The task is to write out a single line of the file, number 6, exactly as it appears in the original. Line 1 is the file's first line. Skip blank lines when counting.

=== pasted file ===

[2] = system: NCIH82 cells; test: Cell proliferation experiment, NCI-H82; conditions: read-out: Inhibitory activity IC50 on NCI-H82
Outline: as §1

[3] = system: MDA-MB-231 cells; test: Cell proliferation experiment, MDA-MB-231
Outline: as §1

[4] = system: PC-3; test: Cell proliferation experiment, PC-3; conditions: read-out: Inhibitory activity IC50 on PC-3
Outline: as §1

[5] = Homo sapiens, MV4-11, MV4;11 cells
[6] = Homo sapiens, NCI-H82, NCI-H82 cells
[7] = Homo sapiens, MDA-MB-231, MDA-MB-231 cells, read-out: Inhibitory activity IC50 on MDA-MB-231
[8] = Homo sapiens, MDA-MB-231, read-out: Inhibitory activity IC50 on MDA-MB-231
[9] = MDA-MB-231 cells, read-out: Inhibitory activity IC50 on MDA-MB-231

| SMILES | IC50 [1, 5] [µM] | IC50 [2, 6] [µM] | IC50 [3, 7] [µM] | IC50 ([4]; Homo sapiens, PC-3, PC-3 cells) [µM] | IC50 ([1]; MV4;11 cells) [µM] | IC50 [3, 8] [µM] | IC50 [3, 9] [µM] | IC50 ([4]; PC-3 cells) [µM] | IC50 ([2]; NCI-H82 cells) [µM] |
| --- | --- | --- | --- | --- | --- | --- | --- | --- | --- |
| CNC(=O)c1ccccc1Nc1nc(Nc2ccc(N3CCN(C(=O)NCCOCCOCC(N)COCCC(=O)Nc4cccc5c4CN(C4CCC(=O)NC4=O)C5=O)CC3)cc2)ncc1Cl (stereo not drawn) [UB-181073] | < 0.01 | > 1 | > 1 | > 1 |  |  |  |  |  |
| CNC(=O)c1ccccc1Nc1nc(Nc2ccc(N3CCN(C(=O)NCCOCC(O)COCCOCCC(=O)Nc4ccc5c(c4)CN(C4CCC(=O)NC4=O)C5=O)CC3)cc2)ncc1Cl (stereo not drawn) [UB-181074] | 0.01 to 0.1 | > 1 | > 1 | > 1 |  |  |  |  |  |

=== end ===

Outline: as §1